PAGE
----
Example of Dedication

Topics: Clint Eastwood, Military, Armed forces Pages: 5 (1946 words) Published: October 16, 2011
Legends are forever
Melvin Johnson
ENGL125-1103B-18: Real World Writing
IP 5
17 September 2011

Legends are forever

We are losing two thousand WWII Veterans a day. Once they are gone so are their stories. Unless we keep their memories alive, that’s what he started the Armed Forces Museum of Saint Louis. That’s what the members are trying to do today. This was Carol Venable’s dream; he was very interested in the United States Military during WWII. That’s why he wanted to keep their memories alive. He knew a lot about it from which way the soldiers to wear their covers (hat) to the serial number on General Patton’s ivory handled gun. Carol’s wife Mildred was so interested she became his first secretary and managed to raise their four children. Carol wanted to go in the Military but he had polio and couldn’t get in he was using crutches then. So he joined the Air Force Auxiliary he liked it so much he was in it until he retired after forty years. All that knew him would call him Cap short for Captain. Carol worked at Mac Donald Douglas (now called Boeing) they assemble military and civilian aircraft for thirty years after retiring. His polio was getting to him but that didn’t slow him and he never complained. Carol started the museum in South Saint Louis with one jeep in his back yard it was a WWII M38 he had bought himself. Captain Carol Venable started telling his fellow co-workers and friends about his dreams of starting a military museum. It really caught on fast because most of who gave money or volunteered or both were volunteered were WWII Veterans. He got his first one hundred dollars from a fellow co-worker and veterans. Others followed and even one of his lifelong friends (Dale) not only gave money and joined him went out and bought a WWII Willy’s Navy Jeep and put it on loan with the museum. Word was spreading fast and Carol’s co-workers were telling their friends. They were all looking for WWII military vehicles, uniforms or any memorabilia that pertained to that era military or civilian. Some had to go as far as Indiana or Kansas or as close as Missouri to get memorabilia. One member Kevin bought a WWII Stuart Tank. He wanted to be part of the museum but there was no room. Captain Knew he had to find a building big enough to store what he had and start displaying the artifacts that was donated. The museum had a collection of three jeeps a Bantam, Willy’s and Ford they were the only three prototype jeeps together in the United States there was other Military jeeps and trucks, even we had a Cobra Helicopter. An empty warehouse became available on Melvin Price Army depot in Granite City, Illinois. Captain Venable and the other members moved into it. It was then that the members knew it was time to change the name of the museum. It was then that the new name was The Armed Forces Museum of Saint Louis. By now the members were one hundred and fifty strong and growing and donations were coming in faster than Captain Venable could keep up. So now a committee was appointed President, Vice President Corresponding secretary, recording secretary, and Treasurer. The public wanted the Museum to put their Vehicles in their parades, just display them at their events. There was a 1938 Armored Scout Car, Halftracks, five ton trucks, Duce-n-half truck, a half ton truck, uniforms a 1908 Cannon, and a WWII Hollister cannon. Captain Venable’s polio was getting bad, now he was in a wheel chair. Even though he was in a wheel chair that didn’t slow him down he asked some of his members to start a WWII reenactment event it’s not to glorify War. The Germans and Russians against the Americans each country has their own WWII authentic military transportation weapons, but shot blanks. It would be held at Jefferson Barrack’s (It is a Veterans Hospital in Saint Louis) there’s a park and a field with trees around it for it is still held today with bigger crowds and the media covers it every year. They have food...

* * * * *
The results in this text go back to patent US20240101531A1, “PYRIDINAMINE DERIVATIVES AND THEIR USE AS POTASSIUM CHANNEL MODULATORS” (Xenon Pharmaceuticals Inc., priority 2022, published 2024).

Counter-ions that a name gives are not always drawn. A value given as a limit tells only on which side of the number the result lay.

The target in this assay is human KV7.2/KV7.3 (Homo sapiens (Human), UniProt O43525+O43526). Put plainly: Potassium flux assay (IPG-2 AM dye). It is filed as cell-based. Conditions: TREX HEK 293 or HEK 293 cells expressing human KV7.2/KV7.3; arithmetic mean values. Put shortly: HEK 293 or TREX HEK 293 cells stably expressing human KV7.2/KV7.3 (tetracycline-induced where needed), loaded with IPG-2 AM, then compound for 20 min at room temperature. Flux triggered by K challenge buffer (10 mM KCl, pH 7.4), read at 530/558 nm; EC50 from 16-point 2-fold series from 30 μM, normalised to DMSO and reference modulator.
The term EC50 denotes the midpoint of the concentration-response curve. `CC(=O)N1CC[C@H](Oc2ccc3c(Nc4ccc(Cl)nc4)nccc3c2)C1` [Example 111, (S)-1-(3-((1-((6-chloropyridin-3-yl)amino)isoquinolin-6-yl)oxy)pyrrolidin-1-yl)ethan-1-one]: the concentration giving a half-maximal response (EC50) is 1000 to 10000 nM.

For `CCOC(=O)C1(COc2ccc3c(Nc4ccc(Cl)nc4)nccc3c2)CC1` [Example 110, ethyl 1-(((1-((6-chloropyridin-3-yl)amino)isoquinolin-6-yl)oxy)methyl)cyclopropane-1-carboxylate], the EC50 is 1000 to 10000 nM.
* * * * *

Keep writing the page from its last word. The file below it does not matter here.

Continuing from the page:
References: Venable C.N, passed away 5 July 2006
Johnson A.J, Public Relations, Armed Forces Museum
9 September 2011
Armed forces Museum of Alton IL, Web Site Retrieved
17 September 2011, From:
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